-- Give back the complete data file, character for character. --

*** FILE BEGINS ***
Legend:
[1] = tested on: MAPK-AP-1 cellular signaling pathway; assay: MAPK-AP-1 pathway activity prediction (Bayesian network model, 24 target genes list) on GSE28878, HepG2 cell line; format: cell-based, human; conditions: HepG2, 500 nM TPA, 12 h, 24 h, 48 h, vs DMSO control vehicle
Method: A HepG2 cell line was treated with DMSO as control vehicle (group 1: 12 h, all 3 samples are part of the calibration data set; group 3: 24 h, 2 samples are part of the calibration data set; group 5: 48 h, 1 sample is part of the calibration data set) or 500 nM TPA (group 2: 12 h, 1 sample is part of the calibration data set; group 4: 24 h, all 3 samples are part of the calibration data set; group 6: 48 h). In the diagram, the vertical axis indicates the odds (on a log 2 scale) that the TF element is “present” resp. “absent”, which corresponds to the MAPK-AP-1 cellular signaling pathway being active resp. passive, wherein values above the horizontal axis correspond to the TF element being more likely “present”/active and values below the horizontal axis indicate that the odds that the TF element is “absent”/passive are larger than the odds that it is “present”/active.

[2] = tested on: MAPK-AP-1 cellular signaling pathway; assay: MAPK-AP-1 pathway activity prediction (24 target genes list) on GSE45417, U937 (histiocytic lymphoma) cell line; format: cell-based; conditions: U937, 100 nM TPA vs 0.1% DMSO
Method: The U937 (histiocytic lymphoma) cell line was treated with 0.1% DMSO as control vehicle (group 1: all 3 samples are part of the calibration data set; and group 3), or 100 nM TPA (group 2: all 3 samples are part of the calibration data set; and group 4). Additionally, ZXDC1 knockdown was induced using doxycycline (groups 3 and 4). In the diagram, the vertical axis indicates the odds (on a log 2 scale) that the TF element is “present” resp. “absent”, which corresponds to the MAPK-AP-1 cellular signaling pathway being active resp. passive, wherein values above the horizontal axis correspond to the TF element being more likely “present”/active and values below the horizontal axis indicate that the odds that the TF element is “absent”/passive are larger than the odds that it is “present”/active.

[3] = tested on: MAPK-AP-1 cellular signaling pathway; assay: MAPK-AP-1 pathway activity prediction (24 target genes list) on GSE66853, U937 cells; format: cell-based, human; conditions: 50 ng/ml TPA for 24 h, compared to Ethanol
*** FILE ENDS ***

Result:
Legend:
[1] = tested on: MAPK-AP-1 cellular signaling pathway; assay: MAPK-AP-1 pathway activity prediction (Bayesian network model, 24 target genes list) on GSE28878, HepG2 cell line; format: cell-based, human; conditions: HepG2, 500 nM TPA, 12 h, 24 h, 48 h, vs DMSO control vehicle
Method: A HepG2 cell line was treated with DMSO as control vehicle (group 1: 12 h, all 3 samples are part of the calibration data set; group 3: 24 h, 2 samples are part of the calibration data set; group 5: 48 h, 1 sample is part of the calibration data set) or 500 nM TPA (group 2: 12 h, 1 sample is part of the calibration data set; group 4: 24 h, all 3 samples are part of the calibration data set; group 6: 48 h). In the diagram, the vertical axis indicates the odds (on a log 2 scale) that the TF element is “present” resp. “absent”, which corresponds to the MAPK-AP-1 cellular signaling pathway being active resp. passive, wherein values above the horizontal axis correspond to the TF element being more likely “present”/active and values below the horizontal axis indicate that the odds that the TF element is “absent”/passive are larger than the odds that it is “present”/active.

[2] = tested on: MAPK-AP-1 cellular signaling pathway; assay: MAPK-AP-1 pathway activity prediction (24 target genes list) on GSE45417, U937 (histiocytic lymphoma) cell line; format: cell-based; conditions: U937, 100 nM TPA vs 0.1% DMSO
Method: The U937 (histiocytic lymphoma) cell line was treated with 0.1% DMSO as control vehicle (group 1: all 3 samples are part of the calibration data set; and group 3), or 100 nM TPA (group 2: all 3 samples are part of the calibration data set; and group 4). Additionally, ZXDC1 knockdown was induced using doxycycline (groups 3 and 4). In the diagram, the vertical axis indicates the odds (on a log 2 scale) that the TF element is “present” resp. “absent”, which corresponds to the MAPK-AP-1 cellular signaling pathway being active resp. passive, wherein values above the horizontal axis correspond to the TF element being more likely “present”/active and values below the horizontal axis indicate that the odds that the TF element is “absent”/passive are larger than the odds that it is “present”/active.

[3] = tested on: MAPK-AP-1 cellular signaling pathway; assay: MAPK-AP-1 pathway activity prediction (24 target genes list) on GSE66853, U937 cells; format: cell-based, human; conditions: 50 ng/ml TPA for 24 h, compared to Ethanol